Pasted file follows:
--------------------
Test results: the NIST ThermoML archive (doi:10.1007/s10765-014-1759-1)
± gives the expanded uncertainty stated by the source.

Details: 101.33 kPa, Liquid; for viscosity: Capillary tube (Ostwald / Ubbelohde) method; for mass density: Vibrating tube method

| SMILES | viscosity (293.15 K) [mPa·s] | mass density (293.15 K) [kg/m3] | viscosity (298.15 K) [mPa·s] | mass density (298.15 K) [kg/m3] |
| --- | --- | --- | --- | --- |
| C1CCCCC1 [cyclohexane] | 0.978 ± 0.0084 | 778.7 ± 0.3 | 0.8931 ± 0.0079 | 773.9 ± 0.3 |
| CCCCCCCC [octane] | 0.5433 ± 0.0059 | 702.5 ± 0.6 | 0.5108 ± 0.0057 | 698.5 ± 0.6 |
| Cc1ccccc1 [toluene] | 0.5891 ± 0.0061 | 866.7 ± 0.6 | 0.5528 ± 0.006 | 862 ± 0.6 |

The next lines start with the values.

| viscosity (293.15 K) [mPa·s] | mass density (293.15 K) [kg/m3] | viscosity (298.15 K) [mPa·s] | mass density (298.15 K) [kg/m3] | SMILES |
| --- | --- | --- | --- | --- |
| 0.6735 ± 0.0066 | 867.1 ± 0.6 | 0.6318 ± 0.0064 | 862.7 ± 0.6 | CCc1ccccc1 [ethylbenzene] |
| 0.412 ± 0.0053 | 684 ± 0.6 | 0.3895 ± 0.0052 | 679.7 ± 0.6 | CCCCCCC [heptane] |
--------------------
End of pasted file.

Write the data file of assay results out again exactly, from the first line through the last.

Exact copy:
Test results: the NIST ThermoML archive (doi:10.1007/s10765-014-1759-1)
± gives the expanded uncertainty stated by the source.

Details: 101.33 kPa, Liquid; for viscosity: Capillary tube (Ostwald / Ubbelohde) method; for mass density: Vibrating tube method

| SMILES | viscosity (293.15 K) [mPa·s] | mass density (293.15 K) [kg/m3] | viscosity (298.15 K) [mPa·s] | mass density (298.15 K) [kg/m3] |
| --- | --- | --- | --- | --- |
| C1CCCCC1 [cyclohexane] | 0.978 ± 0.0084 | 778.7 ± 0.3 | 0.8931 ± 0.0079 | 773.9 ± 0.3 |
| CCCCCCCC [octane] | 0.5433 ± 0.0059 | 702.5 ± 0.6 | 0.5108 ± 0.0057 | 698.5 ± 0.6 |
| Cc1ccccc1 [toluene] | 0.5891 ± 0.0061 | 866.7 ± 0.6 | 0.5528 ± 0.006 | 862 ± 0.6 |

The next lines start with the values.

| viscosity (293.15 K) [mPa·s] | mass density (293.15 K) [kg/m3] | viscosity (298.15 K) [mPa·s] | mass density (298.15 K) [kg/m3] | SMILES |
| --- | --- | --- | --- | --- |
| 0.6735 ± 0.0066 | 867.1 ± 0.6 | 0.6318 ± 0.0064 | 862.7 ± 0.6 | CCc1ccccc1 [ethylbenzene] |
| 0.412 ± 0.0053 | 684 ± 0.6 | 0.3895 ± 0.0052 | 679.7 ± 0.6 | CCCCCCC [heptane] |